sexta-feira, maio 14, 2004

Manuel Monteiro,entre outros

"Like democracy, the idea of a demagogue has its roots in the ambiguous Greek word 'demos'meaning 'the people', but in the sense of either 'the population'. Thus a demagogue was, even in classical times, the leader of the mob, but also the leader of a popular state in which sovereignty was vested in the whole adult male citinzenry. In the defunct, neutral sense all modern Western leaders are, to some degree, demagogues.
But the modern significance of the idea of a demagogue lies in its pejorative sense, as the leader of a mob, with the implication that those who rouse the rabble always do so for ignoble purposes. In this sense the word came into established use in England in the Civil War period and was used, particularly, by the poet John Milton to describe contemporary activists. A long line of liberal thinkers have expressed fears of demagoguery and the need for constitutions to limit its destructive potential. John Stuart Mill invoked the image of the orator inflaming the drunken mob on the subject of the Corn Laws in front of a corn merchant's house to introduce the principle that freedom of speech should be limited in certain contexts.Lord Acton portrayed nationalist and religiously intolerant demagogues as a constant danger of and to democracy. Joseph Schumpeter kept these images alive in twentieth-century political theory by drawing on Gustave Le Bon's mob or crowd psychology to suggest that the 'mob' is erratic, irrational, and oriented towards violent solutions to problems.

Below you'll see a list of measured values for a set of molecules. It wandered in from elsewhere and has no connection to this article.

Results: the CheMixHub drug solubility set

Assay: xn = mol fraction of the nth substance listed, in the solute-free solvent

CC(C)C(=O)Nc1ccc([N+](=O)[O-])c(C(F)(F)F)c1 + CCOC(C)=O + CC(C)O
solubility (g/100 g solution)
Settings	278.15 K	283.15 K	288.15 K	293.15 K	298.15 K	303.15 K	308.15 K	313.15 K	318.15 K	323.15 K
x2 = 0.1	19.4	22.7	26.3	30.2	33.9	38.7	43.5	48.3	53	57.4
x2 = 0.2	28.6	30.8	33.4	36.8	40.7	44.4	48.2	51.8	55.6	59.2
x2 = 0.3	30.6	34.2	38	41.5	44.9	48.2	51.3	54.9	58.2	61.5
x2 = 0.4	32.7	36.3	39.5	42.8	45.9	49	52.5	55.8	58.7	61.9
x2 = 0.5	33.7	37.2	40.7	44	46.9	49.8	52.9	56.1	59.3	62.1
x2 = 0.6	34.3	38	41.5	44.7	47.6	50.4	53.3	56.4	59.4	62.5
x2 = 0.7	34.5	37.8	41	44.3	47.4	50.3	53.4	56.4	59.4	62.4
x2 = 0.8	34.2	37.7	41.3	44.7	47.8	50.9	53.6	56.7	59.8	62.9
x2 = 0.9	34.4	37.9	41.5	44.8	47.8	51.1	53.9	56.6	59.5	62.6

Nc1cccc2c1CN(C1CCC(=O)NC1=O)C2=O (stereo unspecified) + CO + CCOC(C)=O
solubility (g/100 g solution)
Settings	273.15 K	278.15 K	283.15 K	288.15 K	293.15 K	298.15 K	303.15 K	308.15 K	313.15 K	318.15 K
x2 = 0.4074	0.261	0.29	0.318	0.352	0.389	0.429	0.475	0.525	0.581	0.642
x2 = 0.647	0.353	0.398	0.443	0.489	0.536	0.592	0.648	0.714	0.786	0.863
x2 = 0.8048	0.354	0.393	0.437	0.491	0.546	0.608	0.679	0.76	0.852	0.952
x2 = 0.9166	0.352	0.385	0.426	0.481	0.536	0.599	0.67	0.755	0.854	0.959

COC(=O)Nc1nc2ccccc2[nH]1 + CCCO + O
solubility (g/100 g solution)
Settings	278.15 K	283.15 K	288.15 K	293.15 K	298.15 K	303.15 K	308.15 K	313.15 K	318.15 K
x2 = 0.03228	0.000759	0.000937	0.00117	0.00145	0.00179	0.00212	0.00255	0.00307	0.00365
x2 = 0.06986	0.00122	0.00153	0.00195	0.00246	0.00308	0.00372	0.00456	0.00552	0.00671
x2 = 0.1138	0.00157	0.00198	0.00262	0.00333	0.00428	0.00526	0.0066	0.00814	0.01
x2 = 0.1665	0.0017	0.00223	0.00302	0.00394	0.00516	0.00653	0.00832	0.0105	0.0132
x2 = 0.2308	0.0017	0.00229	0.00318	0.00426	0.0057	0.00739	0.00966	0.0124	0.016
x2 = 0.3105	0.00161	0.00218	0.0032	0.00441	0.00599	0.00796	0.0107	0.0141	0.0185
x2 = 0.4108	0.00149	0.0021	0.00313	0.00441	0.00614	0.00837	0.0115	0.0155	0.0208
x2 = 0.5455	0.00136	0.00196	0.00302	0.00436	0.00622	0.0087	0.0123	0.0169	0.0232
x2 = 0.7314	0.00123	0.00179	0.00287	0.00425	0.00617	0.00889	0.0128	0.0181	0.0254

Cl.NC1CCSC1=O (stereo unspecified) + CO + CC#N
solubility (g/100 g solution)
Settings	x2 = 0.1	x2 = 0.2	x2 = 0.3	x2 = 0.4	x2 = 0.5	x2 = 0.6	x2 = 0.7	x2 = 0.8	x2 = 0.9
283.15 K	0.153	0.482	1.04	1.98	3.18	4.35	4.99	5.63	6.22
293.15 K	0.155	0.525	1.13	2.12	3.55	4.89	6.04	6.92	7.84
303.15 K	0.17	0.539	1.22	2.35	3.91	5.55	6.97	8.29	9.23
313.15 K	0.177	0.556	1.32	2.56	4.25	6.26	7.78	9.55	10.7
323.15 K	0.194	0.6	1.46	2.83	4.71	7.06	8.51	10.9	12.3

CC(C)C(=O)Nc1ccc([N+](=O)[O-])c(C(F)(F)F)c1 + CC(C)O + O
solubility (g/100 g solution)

Schumpeter was primarily reacting to Hitler's success as a demagogue, but demagoguery did not die with Hitler."

[Concise Dictionary of Politics, Oxford]

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